Coming a bit late to this party but I'll do my best...
Johnny Canuck wrote:At exactly what (faster-than-light) speed would you have to travel in order to escape a black hole?
There's no speed fast enough, it's just not possible in the geometry of the universe. A very closely equivalent question, which is much easier to visualize, is something like "Where can I go that is further north than the north pole?". Clearly there's no such place, because no matter what you do, you're still bound by the fact that the Earth's surface is a sphere and the north pole is as far north as you can get. Likewise as you travel around the 3-dimensional space of the universe, you're bound by other geometrical rules
which (among other things) make it logically impossible to go faster than the speed of light. It's hard to imagine because, at the sort of speeds we're used to dealing with, it seems like you can just go as fast as you like, but at high speeds that's not the case. (All of the above assumes general relativity, which is our current best guess of how the universe works at large scales.)
Ian Volante wrote:Depends on the mass of the black hole. The formula is (2GM/R)^1/2.
That's the classical formula, it doesn't apply in the general relativistic case. The speeds and masses involved in black holes are so large that the classical formula doesn't apply. (In fact, a black hole doesn't even make sense in the classical model, and you need general relativity to describe them.)
Ian Volante wrote:The heavier the black hole is, the larger the event horizon will be, and the more energy it'll take you to escape though.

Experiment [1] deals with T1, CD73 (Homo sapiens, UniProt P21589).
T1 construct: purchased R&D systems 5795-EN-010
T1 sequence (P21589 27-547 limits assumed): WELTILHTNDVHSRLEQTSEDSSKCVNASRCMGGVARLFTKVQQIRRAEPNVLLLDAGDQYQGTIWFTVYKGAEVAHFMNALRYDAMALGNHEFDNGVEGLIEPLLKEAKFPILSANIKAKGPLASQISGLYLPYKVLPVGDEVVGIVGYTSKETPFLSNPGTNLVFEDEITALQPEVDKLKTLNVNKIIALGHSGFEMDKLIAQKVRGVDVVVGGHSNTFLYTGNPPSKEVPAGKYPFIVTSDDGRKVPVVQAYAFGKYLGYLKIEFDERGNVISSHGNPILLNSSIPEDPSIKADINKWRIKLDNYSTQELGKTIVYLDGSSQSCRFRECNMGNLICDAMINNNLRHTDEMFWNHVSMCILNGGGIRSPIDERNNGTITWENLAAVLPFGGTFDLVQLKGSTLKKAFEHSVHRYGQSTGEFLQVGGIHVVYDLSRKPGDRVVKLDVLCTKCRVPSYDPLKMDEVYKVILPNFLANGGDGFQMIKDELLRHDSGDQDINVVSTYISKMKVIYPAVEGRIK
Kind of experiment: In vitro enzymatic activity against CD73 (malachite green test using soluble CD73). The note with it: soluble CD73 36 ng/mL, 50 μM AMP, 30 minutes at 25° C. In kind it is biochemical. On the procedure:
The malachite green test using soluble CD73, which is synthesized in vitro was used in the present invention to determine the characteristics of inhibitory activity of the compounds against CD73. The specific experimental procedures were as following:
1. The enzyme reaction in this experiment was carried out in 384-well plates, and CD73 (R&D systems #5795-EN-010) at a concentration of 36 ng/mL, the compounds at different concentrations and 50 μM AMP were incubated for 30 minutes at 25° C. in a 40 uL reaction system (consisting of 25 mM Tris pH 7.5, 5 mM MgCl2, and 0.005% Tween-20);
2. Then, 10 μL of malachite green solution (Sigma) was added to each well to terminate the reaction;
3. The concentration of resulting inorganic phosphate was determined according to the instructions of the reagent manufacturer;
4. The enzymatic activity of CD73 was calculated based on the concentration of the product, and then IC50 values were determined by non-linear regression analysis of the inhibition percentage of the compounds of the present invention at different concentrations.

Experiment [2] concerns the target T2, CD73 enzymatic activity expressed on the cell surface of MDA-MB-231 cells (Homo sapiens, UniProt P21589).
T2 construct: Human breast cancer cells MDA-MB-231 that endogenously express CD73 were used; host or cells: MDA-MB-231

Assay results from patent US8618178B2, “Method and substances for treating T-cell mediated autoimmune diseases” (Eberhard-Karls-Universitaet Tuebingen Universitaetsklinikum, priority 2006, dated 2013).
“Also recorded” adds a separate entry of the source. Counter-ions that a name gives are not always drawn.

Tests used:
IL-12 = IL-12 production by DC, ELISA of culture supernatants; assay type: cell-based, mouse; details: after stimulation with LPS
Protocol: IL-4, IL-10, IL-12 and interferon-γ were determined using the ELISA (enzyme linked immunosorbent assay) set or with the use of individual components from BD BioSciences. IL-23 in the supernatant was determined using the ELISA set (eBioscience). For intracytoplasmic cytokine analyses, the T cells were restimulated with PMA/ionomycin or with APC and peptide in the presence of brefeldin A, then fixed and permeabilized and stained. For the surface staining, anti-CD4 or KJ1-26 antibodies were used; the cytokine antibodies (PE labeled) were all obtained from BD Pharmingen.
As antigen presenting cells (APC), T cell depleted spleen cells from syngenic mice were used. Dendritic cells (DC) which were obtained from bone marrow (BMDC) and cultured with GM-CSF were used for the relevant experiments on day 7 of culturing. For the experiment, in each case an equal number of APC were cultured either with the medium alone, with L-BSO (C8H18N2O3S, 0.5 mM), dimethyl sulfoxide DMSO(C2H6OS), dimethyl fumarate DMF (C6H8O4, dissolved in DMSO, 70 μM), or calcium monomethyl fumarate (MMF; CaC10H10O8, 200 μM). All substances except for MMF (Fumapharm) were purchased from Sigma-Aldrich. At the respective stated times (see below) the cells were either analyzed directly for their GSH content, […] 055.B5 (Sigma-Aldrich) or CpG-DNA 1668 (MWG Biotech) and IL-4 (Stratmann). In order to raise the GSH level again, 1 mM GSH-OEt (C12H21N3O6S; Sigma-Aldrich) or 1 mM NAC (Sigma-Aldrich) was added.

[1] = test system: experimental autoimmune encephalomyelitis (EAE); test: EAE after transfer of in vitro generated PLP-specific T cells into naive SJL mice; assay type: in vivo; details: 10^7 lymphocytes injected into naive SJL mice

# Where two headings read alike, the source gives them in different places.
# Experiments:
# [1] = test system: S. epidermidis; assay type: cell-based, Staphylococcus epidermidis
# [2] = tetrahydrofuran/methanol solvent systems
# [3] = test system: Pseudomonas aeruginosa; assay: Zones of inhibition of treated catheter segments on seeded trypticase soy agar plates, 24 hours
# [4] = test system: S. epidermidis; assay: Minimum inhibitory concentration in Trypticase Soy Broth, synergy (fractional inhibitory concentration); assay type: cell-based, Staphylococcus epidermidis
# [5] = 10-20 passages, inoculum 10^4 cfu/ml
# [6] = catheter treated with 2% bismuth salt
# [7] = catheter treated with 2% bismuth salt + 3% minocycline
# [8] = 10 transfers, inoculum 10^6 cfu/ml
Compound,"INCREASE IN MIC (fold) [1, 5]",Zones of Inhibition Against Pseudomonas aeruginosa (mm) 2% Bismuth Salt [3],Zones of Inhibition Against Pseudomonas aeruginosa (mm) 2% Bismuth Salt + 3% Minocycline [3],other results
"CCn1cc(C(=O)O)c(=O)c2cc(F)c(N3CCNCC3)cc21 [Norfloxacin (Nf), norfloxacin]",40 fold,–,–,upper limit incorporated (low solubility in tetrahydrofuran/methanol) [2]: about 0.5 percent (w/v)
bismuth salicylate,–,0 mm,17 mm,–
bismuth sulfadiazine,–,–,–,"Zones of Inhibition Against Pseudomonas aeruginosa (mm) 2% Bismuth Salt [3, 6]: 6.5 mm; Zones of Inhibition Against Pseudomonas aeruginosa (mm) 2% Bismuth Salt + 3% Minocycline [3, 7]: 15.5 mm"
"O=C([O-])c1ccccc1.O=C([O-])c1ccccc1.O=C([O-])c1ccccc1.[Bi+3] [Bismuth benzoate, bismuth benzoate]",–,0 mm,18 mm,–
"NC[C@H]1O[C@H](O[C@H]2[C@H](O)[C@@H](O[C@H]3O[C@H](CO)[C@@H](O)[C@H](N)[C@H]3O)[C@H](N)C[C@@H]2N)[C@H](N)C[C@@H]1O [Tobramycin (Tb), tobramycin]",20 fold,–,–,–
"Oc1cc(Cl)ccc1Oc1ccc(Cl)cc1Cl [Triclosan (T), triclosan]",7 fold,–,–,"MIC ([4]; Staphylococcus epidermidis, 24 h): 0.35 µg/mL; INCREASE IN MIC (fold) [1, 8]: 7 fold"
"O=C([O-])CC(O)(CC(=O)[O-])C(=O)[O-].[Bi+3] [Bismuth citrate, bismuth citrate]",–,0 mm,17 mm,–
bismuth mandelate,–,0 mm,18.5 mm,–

I think this is a misunderstanding of escape velocity. The escape velocity is the initial speed you need to set off at to escape; you don't need to spend more energy as you go. If you do expend more energy then your initial speed can be much lower, which is how e.g. a satellite can escape without being flung off the Earth at 11 km/s. (I think Gevin made the same point already but I didn't fully understand his post.)
Dave Preece wrote:Surely there isn't ever any specific speed, for any size of black hole, as whatever speed you come up with, the speed can infinitely be slowed fractionally, bit by bit forever; I'd say it's an impossible question to answer (as specific speed that is)? I'm probably wrong though?
It's not really a problem. Say the escape velocity of the Earth was exactly 11 km/s. If you set off at any speed less than 11 km/h, even 10.9999999, you would be able to get a certain distance but no further; the gravity of the Earth would force you to stop or turn back. If you set off at 11 km/h or faster, you'll be able to go as far as you like. The escape velocity is the lowest speed at which you'll be able to travel as far from the surface as you like. So it's quite precisely defined. (PS: beware